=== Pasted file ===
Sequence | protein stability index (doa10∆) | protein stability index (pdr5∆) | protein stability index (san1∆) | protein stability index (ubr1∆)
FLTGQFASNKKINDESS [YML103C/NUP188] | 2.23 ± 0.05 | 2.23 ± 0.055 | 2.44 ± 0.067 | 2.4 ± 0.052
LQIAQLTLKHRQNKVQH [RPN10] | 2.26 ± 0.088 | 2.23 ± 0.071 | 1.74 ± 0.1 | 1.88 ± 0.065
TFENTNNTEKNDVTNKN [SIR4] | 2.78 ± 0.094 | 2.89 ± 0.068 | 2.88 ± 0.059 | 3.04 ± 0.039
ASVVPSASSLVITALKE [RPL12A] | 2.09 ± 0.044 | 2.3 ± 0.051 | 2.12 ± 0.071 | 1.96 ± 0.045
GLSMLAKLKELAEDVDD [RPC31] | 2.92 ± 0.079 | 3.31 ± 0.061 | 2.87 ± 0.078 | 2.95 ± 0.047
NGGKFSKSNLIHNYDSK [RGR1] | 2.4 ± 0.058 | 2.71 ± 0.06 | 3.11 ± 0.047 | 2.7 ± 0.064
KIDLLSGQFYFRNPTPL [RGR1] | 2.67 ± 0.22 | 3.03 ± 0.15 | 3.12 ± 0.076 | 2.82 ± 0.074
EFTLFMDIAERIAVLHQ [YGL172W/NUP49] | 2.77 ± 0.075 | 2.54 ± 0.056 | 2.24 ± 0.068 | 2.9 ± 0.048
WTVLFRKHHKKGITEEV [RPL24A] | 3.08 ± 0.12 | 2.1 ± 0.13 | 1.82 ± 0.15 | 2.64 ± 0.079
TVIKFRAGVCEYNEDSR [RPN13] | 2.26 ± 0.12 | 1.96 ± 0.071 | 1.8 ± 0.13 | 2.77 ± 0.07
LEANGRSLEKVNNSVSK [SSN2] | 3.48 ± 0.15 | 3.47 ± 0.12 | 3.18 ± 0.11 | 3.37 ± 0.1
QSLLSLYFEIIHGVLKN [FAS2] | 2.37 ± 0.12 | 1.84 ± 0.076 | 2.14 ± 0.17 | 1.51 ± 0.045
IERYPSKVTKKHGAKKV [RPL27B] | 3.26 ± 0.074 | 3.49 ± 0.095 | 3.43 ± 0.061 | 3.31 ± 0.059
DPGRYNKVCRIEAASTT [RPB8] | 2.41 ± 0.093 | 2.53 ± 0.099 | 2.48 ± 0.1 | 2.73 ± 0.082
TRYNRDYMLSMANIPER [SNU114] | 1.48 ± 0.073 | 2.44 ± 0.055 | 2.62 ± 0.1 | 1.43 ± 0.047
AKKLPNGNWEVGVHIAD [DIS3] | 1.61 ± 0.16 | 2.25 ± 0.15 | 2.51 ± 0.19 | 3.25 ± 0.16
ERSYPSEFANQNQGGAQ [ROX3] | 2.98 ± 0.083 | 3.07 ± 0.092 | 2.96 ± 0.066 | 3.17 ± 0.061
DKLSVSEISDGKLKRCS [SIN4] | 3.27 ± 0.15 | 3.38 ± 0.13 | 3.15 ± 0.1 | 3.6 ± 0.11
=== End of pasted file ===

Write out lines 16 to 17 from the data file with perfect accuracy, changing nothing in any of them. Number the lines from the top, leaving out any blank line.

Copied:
TRYNRDYMLSMANIPER [SNU114] | 1.48 ± 0.073 | 2.44 ± 0.055 | 2.62 ± 0.1 | 1.43 ± 0.047
AKKLPNGNWEVGVHIAD [DIS3] | 1.61 ± 0.16 | 2.25 ± 0.15 | 2.51 ± 0.19 | 3.25 ± 0.16